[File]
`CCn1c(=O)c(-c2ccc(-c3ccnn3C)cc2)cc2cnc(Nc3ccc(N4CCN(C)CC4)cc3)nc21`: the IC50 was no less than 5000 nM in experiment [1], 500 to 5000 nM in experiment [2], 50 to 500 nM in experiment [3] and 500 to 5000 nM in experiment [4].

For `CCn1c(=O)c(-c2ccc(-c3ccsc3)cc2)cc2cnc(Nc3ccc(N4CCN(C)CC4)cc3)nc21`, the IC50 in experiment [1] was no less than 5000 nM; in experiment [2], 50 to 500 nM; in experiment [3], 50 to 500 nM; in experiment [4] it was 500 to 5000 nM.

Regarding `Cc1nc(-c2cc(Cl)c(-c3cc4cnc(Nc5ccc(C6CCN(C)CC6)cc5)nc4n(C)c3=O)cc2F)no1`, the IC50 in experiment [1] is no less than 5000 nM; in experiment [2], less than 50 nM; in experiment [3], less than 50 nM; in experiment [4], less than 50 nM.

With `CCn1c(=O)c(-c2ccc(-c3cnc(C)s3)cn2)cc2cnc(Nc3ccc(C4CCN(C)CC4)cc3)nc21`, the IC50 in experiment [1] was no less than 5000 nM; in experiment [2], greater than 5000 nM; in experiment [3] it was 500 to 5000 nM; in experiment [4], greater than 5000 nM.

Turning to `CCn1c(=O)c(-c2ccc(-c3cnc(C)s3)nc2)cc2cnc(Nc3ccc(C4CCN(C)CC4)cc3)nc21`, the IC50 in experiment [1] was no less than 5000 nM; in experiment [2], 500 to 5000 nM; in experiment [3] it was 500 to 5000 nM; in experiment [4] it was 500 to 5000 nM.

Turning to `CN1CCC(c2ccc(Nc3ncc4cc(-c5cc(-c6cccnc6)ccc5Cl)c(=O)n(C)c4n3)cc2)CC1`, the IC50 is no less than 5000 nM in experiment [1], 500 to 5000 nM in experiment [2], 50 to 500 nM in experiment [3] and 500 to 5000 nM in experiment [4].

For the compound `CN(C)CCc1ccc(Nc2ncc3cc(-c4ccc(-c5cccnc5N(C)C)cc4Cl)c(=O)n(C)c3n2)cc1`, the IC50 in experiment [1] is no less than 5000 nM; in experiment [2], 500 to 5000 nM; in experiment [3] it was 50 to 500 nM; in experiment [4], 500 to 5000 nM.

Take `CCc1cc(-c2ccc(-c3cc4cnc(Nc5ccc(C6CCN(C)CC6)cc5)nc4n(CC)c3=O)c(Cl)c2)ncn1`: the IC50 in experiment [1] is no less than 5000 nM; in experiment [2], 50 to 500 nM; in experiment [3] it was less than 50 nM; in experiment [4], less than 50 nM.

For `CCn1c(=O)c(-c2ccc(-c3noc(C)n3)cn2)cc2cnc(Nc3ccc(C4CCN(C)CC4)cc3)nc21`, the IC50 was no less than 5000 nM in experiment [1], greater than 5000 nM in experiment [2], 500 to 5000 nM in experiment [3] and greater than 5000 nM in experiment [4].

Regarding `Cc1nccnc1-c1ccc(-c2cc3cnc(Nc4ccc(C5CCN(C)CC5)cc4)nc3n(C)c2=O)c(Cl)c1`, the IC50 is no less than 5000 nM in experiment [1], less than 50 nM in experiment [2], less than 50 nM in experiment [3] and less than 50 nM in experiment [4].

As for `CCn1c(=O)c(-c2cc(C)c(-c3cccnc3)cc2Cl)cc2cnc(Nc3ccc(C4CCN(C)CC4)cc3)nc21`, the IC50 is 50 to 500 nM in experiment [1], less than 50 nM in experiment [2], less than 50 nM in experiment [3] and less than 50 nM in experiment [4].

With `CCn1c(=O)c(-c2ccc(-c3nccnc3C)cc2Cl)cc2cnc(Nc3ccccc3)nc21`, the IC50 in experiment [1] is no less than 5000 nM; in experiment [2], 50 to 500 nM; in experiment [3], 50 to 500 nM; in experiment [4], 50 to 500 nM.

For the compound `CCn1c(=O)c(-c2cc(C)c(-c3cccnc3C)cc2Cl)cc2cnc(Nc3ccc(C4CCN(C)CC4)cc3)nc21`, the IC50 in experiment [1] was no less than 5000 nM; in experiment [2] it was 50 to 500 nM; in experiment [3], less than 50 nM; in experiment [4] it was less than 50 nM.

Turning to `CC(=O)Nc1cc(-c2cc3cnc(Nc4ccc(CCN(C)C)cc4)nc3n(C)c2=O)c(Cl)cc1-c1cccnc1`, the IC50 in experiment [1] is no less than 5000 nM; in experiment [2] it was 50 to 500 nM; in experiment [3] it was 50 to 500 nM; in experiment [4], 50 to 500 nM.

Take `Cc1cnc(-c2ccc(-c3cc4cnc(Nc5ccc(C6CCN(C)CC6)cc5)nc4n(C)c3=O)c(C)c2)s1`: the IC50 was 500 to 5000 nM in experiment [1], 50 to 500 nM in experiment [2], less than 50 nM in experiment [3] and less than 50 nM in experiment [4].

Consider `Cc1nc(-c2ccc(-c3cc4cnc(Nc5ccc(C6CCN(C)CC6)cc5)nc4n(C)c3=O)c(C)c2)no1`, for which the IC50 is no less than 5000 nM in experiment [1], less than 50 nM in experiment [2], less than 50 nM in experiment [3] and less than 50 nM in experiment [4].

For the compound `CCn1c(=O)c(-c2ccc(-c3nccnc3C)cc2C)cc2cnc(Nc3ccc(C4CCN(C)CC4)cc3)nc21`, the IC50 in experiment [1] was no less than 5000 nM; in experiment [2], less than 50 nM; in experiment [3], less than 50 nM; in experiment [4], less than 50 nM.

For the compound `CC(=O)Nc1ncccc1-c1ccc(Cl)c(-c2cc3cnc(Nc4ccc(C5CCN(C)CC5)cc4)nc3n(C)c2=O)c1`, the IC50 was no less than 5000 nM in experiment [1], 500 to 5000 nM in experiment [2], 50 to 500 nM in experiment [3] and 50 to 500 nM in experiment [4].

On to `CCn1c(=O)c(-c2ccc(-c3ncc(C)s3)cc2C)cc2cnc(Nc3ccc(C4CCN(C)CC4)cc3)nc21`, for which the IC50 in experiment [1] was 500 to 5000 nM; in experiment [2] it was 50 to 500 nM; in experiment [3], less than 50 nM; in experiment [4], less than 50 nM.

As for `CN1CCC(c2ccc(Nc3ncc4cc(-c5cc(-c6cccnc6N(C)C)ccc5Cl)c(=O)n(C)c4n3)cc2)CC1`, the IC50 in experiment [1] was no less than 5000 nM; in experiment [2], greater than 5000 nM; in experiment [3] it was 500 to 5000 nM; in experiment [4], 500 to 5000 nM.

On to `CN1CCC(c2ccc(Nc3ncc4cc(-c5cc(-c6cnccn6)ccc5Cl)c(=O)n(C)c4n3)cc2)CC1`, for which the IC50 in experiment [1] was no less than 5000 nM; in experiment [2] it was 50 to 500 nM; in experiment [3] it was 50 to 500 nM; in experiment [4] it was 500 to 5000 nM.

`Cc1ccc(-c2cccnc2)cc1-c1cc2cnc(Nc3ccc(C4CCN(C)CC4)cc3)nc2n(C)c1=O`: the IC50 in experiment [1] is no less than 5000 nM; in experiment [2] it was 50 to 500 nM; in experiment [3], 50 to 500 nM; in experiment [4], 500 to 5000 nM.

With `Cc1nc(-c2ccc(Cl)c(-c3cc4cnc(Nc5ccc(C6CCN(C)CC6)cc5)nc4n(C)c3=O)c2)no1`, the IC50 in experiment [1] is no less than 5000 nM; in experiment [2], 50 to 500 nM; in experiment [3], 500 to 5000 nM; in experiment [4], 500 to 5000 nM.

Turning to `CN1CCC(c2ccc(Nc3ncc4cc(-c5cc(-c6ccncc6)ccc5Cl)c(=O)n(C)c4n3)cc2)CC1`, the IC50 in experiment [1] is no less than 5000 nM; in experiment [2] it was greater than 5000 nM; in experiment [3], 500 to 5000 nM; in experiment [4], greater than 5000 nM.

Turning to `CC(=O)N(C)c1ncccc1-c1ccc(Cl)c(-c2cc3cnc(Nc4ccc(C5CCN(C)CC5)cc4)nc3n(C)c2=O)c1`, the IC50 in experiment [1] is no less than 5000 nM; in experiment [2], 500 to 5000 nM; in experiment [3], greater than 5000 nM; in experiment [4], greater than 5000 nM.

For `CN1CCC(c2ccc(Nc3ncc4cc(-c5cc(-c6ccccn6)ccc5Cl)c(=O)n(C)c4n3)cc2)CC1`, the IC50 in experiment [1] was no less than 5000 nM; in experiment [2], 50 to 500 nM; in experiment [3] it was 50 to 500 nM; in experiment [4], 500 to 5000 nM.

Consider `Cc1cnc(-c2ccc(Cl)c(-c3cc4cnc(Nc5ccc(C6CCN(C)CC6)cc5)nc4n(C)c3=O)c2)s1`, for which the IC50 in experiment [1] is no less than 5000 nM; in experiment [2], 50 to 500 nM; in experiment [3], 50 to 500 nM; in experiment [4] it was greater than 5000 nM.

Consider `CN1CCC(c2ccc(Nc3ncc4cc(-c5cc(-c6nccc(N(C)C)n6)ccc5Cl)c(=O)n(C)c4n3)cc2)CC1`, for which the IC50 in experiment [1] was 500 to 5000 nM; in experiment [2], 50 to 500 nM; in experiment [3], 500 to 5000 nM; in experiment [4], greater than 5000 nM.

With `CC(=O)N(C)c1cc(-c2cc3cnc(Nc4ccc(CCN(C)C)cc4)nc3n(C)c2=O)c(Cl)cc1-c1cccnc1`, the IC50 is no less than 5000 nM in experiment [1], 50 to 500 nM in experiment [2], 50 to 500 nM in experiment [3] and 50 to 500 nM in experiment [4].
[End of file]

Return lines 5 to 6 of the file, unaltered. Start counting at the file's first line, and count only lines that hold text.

Turning to `CCn1c(=O)c(-c2ccc(-c3cnc(C)s3)nc2)cc2cnc(Nc3ccc(C4CCN(C)CC4)cc3)nc21`, the IC50 in experiment [1] was no less than 5000 nM; in experiment [2], 500 to 5000 nM; in experiment [3] it was 500 to 5000 nM; in experiment [4] it was 500 to 5000 nM.

Turning to `CN1CCC(c2ccc(Nc3ncc4cc(-c5cc(-c6cccnc6)ccc5Cl)c(=O)n(C)c4n3)cc2)CC1`, the IC50 is no less than 5000 nM in experiment [1], 500 to 5000 nM in experiment [2], 50 to 500 nM in experiment [3] and 500 to 5000 nM in experiment [4].